1 tbsp light olive oil
2 onions, peeled and roughly chopped
3 garlic cloves, peeled and thinly sliced
600g grass-fed beef, cubed (ask your butcher for a cut suitable for stewing)
1 swede, peeled and cut into chunks
2-3 carrots, scrubbed and cut into chunks
1 star anise
3 sprigs of rosemary, 2 on the stalk, 1 leaves picked and finely chopped
2 bay leaves
1 tsp cumin
1 tin chopped tomatoes
1 tbsp tomato puree
175ml red wine (optional, if not using add more stock)
600ml beef stock
Salt and pepper
½ lemon zest
Preheat the oven to 150°c / gas mark 2
Heat the olive oil in a lidded casserole pan, add the onions and sauté gently until softened (about 5 mins), then add the garlic and sauté for a further minute or 2
Add all the other ingredients, except the chopped rosemary and lemon zest, and bring to the boil
Put the lid on and transfer to the oven to cook for about 2-2½ hours, if you are going out you could cook it for longer just turn the oven down to 120°c and it will take around 4 hours. If the meat is not tender cook it for a bit longer.
Just before you serve it, sprinkle the chopped rosemary and lemon zest over for additional flavour.
Serve in bowls so you can enjoy the delicious gravy and it goes well with leafy greens like kale or cavolo nero.
Why is beef good for me?
Beef is a great source of B12 and iron, both of which are harder to obtain in sufficient amounts on vegetarian and especially vegan diets. B12 is crucial for maintaining healthy nerve function and is needed for DNA and RNA production. Iron is a key component of red blood cells which transports oxygen. It facilitates regulation of cell growth and helps build enzymes for overall health.
Beef also contains good levels of other minerals including selenium and zinc, which are important for the immune system, as well as B6, riboflavin (vitamin B2) and niacin (vitamin B3) all important for energy production.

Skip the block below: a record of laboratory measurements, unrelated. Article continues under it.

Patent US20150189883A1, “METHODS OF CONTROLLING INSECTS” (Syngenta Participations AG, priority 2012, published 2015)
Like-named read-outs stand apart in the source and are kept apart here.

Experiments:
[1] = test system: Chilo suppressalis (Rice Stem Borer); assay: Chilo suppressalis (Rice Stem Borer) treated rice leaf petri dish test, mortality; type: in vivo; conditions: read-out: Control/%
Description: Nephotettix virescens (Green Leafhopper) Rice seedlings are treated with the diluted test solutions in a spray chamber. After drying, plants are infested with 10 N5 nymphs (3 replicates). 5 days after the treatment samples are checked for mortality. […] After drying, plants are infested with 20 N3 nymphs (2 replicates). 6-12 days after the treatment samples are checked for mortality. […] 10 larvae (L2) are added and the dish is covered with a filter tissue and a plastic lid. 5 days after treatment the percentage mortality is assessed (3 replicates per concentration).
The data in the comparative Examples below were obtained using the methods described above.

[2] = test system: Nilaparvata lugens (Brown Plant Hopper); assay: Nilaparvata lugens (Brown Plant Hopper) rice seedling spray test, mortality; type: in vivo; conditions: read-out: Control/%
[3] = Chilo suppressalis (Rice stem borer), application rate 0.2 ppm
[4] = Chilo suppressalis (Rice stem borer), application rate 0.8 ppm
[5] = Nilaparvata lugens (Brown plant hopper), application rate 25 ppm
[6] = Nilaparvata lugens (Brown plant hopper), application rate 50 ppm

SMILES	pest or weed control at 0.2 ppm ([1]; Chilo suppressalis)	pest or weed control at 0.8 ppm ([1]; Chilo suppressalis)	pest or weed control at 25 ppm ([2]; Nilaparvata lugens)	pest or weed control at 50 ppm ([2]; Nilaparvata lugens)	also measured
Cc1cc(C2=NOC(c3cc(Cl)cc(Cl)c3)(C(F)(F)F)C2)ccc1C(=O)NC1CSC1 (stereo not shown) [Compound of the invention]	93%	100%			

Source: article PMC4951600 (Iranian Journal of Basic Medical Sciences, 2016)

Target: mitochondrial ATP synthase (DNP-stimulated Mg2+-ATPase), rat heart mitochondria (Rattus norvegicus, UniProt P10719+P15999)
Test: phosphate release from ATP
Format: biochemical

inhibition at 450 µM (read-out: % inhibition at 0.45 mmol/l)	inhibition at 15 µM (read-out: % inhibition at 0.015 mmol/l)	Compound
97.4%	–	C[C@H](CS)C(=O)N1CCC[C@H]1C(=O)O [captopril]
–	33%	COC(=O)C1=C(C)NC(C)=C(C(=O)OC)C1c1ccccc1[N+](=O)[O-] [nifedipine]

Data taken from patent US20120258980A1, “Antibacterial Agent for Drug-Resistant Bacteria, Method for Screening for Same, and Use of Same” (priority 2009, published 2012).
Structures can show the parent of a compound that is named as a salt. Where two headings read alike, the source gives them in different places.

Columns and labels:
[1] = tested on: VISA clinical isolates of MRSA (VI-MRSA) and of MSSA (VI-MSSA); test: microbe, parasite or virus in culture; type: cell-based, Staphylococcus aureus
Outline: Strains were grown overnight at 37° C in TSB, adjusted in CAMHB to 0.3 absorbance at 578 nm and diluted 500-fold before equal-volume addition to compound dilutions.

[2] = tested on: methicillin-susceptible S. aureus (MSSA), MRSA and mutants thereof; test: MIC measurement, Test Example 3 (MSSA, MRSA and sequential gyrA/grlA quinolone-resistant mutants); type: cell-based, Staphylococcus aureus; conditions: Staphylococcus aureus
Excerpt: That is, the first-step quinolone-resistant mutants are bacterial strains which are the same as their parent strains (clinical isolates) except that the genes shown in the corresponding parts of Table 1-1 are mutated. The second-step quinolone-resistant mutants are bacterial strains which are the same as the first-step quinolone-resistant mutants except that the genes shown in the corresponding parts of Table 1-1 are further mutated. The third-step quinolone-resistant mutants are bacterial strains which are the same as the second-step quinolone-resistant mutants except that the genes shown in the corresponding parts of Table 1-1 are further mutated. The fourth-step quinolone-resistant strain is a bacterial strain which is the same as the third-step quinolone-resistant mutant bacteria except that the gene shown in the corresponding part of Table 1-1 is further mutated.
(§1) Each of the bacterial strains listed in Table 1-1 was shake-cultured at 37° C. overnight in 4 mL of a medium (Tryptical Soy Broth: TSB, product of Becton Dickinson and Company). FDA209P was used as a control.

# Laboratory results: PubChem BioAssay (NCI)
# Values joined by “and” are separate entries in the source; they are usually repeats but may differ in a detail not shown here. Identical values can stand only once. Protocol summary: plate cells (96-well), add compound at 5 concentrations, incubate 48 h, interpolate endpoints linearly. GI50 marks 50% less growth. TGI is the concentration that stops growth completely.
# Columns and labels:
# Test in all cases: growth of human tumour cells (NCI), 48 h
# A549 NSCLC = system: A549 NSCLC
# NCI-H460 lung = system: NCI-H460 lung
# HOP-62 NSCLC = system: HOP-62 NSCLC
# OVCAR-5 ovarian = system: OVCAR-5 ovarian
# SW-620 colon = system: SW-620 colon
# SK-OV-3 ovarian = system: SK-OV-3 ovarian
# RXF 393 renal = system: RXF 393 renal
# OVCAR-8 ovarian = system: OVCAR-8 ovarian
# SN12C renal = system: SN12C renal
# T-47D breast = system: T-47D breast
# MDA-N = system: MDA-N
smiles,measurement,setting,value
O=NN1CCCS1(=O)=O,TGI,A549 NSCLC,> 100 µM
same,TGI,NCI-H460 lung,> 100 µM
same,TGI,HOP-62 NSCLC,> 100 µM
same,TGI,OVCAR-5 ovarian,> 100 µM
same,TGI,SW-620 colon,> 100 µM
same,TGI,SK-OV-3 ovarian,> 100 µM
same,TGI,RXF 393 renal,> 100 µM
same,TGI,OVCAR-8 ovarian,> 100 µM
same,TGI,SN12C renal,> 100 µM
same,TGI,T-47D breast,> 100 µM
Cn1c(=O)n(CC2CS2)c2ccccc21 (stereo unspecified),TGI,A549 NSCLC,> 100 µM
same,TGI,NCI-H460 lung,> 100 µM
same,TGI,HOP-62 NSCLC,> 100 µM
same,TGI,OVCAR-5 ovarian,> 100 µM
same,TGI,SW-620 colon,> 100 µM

Grass-fed beef has a number of advantages over grain-fed beef including being:
Lower in total and saturated fat
higher in omega-3 fats
Higher in conjugated linoleic acid (CLA) which is a fatty acid that has antioxidant properties.
Higher in vitamins and minerals, as grazing on a natural diet is more nutrient dense for the cows.
Organic, grass-fed beef is more expensive, but by buying cheaper cuts and slow cooking it you get all the benefits for less cost.
As well as having these benefits for our health raising cattle on pasture is better for the environment too! One of the reasons for this is because much of the soya imported to the UK to feed farm animals is grown on cleared forest land. In addition grazing animals give nutrients back to the soil via their dung and cattle allowed to forage and eat their natural pasture diet tend to be healthier and happier than those kept indoors in cramped conditions and fed an unnatural diet.
Benefits of Swede
Swede, also known as rutabaga, neep or Swedish turnip, is a root vegetable that belongs to the cabbage family. It makes a good alternative to potatoes often used in stews like this. Swede is a good source of vitamin C and betacarotene and is lower in carbohydrate and higher in nutrients and fibre than white potatoes. Swede taste sweet and work well with the rich meaty flavours of the stew.
Swede is also delicious boiled and mashed, either on its own or with other root vegetables like carrots and celeriac.